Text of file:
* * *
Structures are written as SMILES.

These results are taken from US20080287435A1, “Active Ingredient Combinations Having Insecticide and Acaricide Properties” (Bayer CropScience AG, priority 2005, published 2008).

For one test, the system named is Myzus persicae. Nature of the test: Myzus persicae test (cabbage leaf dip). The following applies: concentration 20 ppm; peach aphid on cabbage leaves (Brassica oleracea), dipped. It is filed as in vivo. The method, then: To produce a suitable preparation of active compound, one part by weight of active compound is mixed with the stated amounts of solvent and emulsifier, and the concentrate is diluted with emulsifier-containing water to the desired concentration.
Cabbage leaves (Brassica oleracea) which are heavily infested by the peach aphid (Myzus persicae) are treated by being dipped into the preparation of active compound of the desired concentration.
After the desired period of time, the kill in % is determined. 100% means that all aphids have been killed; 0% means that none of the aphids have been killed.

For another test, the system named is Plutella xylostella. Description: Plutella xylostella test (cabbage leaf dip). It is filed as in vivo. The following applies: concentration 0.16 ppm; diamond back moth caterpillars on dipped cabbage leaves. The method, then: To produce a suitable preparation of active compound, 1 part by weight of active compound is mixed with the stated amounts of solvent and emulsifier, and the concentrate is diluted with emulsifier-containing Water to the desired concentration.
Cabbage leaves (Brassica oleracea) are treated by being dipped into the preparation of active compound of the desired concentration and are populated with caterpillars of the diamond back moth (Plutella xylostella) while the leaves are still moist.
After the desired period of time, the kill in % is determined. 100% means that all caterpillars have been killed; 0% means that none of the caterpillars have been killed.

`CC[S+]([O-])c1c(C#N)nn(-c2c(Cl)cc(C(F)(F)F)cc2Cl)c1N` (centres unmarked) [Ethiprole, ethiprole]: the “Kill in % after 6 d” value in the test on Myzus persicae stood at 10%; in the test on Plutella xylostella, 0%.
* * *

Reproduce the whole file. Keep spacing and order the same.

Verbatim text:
Structures are written as SMILES.

These results are taken from US20080287435A1, “Active Ingredient Combinations Having Insecticide and Acaricide Properties” (Bayer CropScience AG, priority 2005, published 2008).

For one test, the system named is Myzus persicae. Nature of the test: Myzus persicae test (cabbage leaf dip). The following applies: concentration 20 ppm; peach aphid on cabbage leaves (Brassica oleracea), dipped. It is filed as in vivo. The method, then: To produce a suitable preparation of active compound, one part by weight of active compound is mixed with the stated amounts of solvent and emulsifier, and the concentrate is diluted with emulsifier-containing water to the desired concentration.
Cabbage leaves (Brassica oleracea) which are heavily infested by the peach aphid (Myzus persicae) are treated by being dipped into the preparation of active compound of the desired concentration.
After the desired period of time, the kill in % is determined. 100% means that all aphids have been killed; 0% means that none of the aphids have been killed.

For another test, the system named is Plutella xylostella. Description: Plutella xylostella test (cabbage leaf dip). It is filed as in vivo. The following applies: concentration 0.16 ppm; diamond back moth caterpillars on dipped cabbage leaves. The method, then: To produce a suitable preparation of active compound, 1 part by weight of active compound is mixed with the stated amounts of solvent and emulsifier, and the concentrate is diluted with emulsifier-containing Water to the desired concentration.
Cabbage leaves (Brassica oleracea) are treated by being dipped into the preparation of active compound of the desired concentration and are populated with caterpillars of the diamond back moth (Plutella xylostella) while the leaves are still moist.
After the desired period of time, the kill in % is determined. 100% means that all caterpillars have been killed; 0% means that none of the caterpillars have been killed.

`CC[S+]([O-])c1c(C#N)nn(-c2c(Cl)cc(C(F)(F)F)cc2Cl)c1N` (centres unmarked) [Ethiprole, ethiprole]: the “Kill in % after 6 d” value in the test on Myzus persicae stood at 10%; in the test on Plutella xylostella, 0%.